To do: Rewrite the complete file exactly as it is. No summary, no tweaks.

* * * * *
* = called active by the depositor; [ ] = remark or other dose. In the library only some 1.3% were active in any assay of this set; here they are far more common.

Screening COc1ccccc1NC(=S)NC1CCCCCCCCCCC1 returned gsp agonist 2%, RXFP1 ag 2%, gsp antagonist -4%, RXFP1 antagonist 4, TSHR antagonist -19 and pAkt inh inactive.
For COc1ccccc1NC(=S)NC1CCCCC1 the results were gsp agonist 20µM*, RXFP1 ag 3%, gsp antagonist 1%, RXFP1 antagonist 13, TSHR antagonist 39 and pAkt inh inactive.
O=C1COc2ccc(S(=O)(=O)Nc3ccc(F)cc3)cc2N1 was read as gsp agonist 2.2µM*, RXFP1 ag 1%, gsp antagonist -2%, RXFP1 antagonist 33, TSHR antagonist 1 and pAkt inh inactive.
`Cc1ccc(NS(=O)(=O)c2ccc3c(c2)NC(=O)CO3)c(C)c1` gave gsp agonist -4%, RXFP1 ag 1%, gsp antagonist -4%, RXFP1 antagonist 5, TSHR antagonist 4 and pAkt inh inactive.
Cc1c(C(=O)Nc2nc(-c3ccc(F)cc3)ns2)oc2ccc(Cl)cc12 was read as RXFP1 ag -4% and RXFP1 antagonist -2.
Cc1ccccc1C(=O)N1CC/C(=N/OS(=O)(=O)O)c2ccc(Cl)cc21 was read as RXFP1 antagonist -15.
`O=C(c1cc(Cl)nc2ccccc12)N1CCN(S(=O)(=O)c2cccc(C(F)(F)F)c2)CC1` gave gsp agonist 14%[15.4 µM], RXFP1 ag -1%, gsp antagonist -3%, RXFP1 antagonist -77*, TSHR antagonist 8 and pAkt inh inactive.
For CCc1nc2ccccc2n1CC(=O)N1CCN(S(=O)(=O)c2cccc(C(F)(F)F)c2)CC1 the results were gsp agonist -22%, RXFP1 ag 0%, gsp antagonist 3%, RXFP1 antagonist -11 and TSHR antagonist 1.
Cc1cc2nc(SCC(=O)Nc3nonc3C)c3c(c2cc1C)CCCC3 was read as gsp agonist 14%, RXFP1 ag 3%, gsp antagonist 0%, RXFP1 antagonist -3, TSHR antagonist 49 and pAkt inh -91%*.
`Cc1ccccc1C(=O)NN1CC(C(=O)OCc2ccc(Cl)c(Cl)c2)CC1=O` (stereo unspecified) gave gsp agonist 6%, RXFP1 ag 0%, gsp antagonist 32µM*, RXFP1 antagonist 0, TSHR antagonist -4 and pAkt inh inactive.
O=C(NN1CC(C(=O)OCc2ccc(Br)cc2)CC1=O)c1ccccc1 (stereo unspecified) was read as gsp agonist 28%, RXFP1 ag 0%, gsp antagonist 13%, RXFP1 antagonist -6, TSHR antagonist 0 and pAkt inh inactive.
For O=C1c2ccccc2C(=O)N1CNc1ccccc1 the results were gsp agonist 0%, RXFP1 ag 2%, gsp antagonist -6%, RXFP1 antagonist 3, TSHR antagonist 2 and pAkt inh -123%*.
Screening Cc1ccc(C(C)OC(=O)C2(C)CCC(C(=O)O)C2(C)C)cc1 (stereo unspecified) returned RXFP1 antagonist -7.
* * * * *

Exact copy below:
* = called active by the depositor; [ ] = remark or other dose. In the library only some 1.3% were active in any assay of this set; here they are far more common.

Screening COc1ccccc1NC(=S)NC1CCCCCCCCCCC1 returned gsp agonist 2%, RXFP1 ag 2%, gsp antagonist -4%, RXFP1 antagonist 4, TSHR antagonist -19 and pAkt inh inactive.
For COc1ccccc1NC(=S)NC1CCCCC1 the results were gsp agonist 20µM*, RXFP1 ag 3%, gsp antagonist 1%, RXFP1 antagonist 13, TSHR antagonist 39 and pAkt inh inactive.
O=C1COc2ccc(S(=O)(=O)Nc3ccc(F)cc3)cc2N1 was read as gsp agonist 2.2µM*, RXFP1 ag 1%, gsp antagonist -2%, RXFP1 antagonist 33, TSHR antagonist 1 and pAkt inh inactive.
`Cc1ccc(NS(=O)(=O)c2ccc3c(c2)NC(=O)CO3)c(C)c1` gave gsp agonist -4%, RXFP1 ag 1%, gsp antagonist -4%, RXFP1 antagonist 5, TSHR antagonist 4 and pAkt inh inactive.
Cc1c(C(=O)Nc2nc(-c3ccc(F)cc3)ns2)oc2ccc(Cl)cc12 was read as RXFP1 ag -4% and RXFP1 antagonist -2.
Cc1ccccc1C(=O)N1CC/C(=N/OS(=O)(=O)O)c2ccc(Cl)cc21 was read as RXFP1 antagonist -15.
`O=C(c1cc(Cl)nc2ccccc12)N1CCN(S(=O)(=O)c2cccc(C(F)(F)F)c2)CC1` gave gsp agonist 14%[15.4 µM], RXFP1 ag -1%, gsp antagonist -3%, RXFP1 antagonist -77*, TSHR antagonist 8 and pAkt inh inactive.
For CCc1nc2ccccc2n1CC(=O)N1CCN(S(=O)(=O)c2cccc(C(F)(F)F)c2)CC1 the results were gsp agonist -22%, RXFP1 ag 0%, gsp antagonist 3%, RXFP1 antagonist -11 and TSHR antagonist 1.
Cc1cc2nc(SCC(=O)Nc3nonc3C)c3c(c2cc1C)CCCC3 was read as gsp agonist 14%, RXFP1 ag 3%, gsp antagonist 0%, RXFP1 antagonist -3, TSHR antagonist 49 and pAkt inh -91%*.
`Cc1ccccc1C(=O)NN1CC(C(=O)OCc2ccc(Cl)c(Cl)c2)CC1=O` (stereo unspecified) gave gsp agonist 6%, RXFP1 ag 0%, gsp antagonist 32µM*, RXFP1 antagonist 0, TSHR antagonist -4 and pAkt inh inactive.
O=C(NN1CC(C(=O)OCc2ccc(Br)cc2)CC1=O)c1ccccc1 (stereo unspecified) was read as gsp agonist 28%, RXFP1 ag 0%, gsp antagonist 13%, RXFP1 antagonist -6, TSHR antagonist 0 and pAkt inh inactive.
For O=C1c2ccccc2C(=O)N1CNc1ccccc1 the results were gsp agonist 0%, RXFP1 ag 2%, gsp antagonist -6%, RXFP1 antagonist 3, TSHR antagonist 2 and pAkt inh -123%*.
Screening Cc1ccc(C(C)OC(=O)C2(C)CCC(C(=O)O)C2(C)C)cc1 (stereo unspecified) returned RXFP1 antagonist -7.